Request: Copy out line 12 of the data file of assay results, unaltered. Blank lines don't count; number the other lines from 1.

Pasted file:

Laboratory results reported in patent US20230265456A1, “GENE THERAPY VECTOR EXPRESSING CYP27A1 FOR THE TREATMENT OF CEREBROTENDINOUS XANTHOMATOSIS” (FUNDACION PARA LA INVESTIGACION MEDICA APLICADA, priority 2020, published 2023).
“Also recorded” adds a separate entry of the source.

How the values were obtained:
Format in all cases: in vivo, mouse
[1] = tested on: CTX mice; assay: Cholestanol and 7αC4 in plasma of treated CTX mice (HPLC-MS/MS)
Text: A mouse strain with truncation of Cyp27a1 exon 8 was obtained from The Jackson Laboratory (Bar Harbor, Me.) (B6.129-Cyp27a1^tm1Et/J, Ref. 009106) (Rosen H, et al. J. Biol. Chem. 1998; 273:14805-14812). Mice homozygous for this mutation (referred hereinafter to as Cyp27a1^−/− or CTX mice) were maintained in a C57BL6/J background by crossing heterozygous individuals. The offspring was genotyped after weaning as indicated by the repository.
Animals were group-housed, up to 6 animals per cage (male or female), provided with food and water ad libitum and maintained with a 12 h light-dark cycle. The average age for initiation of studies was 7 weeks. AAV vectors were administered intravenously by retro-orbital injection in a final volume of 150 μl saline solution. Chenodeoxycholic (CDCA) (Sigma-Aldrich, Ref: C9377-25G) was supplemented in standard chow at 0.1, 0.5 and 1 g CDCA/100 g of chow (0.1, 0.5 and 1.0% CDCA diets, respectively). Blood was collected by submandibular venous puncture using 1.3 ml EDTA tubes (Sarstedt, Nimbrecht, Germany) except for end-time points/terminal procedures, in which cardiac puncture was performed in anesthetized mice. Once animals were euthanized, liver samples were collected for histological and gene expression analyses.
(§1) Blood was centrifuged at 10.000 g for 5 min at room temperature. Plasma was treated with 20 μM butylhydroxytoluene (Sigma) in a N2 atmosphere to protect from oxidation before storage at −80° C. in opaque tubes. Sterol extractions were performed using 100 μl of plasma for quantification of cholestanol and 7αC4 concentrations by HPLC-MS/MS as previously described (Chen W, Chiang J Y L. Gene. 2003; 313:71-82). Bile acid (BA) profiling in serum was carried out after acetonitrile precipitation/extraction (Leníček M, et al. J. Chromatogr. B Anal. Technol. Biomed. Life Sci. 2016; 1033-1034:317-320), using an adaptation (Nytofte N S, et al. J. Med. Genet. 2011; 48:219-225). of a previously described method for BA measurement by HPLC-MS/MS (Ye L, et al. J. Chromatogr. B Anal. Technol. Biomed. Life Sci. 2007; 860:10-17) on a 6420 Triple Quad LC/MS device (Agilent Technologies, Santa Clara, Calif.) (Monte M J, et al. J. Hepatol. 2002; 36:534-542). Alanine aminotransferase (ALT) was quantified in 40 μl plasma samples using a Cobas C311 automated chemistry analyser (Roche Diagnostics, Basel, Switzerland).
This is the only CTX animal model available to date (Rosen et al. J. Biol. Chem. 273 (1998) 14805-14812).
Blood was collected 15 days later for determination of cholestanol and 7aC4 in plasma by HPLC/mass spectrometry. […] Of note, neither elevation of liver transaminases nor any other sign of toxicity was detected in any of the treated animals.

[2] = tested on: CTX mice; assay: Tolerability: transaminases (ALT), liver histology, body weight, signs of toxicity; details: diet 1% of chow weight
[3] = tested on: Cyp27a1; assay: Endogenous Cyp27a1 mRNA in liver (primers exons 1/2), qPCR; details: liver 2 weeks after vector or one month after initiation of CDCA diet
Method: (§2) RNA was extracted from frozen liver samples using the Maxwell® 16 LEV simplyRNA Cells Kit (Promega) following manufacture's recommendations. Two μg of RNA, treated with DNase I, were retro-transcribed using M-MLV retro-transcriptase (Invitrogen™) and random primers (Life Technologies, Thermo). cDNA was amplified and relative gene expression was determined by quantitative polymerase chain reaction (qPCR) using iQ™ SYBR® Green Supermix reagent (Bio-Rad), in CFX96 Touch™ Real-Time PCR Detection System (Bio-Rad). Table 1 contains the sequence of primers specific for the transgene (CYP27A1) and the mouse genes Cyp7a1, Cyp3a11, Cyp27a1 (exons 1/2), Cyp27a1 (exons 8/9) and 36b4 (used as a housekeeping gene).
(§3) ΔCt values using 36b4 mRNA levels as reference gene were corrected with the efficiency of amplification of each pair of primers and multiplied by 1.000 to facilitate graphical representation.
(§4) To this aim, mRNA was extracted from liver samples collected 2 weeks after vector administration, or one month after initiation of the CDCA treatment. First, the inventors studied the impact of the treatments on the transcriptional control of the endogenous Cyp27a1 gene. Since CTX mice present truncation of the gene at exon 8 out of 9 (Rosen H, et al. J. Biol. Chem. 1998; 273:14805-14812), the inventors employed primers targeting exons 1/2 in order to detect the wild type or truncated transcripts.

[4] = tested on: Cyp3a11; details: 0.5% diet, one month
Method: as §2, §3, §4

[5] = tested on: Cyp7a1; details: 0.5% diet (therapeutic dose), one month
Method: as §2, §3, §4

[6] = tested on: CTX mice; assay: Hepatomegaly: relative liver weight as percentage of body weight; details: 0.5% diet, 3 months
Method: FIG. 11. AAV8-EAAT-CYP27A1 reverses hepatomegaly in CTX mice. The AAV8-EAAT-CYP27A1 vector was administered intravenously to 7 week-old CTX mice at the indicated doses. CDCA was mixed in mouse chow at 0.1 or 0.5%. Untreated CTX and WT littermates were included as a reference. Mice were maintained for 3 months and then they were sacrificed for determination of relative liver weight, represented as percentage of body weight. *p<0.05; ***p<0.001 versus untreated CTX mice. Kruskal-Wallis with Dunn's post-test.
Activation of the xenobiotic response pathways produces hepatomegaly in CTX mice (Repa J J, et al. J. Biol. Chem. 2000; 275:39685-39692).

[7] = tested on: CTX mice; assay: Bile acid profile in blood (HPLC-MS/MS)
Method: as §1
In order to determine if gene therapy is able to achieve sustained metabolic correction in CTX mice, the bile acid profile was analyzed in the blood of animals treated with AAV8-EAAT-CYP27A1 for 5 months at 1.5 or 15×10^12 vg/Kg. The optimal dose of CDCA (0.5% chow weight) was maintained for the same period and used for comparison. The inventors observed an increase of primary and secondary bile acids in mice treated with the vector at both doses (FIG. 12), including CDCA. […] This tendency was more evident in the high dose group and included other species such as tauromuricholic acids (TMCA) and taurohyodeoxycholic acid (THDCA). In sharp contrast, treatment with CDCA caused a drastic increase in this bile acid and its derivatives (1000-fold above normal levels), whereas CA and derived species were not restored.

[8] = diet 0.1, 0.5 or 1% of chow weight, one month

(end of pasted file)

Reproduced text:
[3] = tested on: Cyp27a1; assay: Endogenous Cyp27a1 mRNA in liver (primers exons 1/2), qPCR; details: liver 2 weeks after vector or one month after initiation of CDCA diet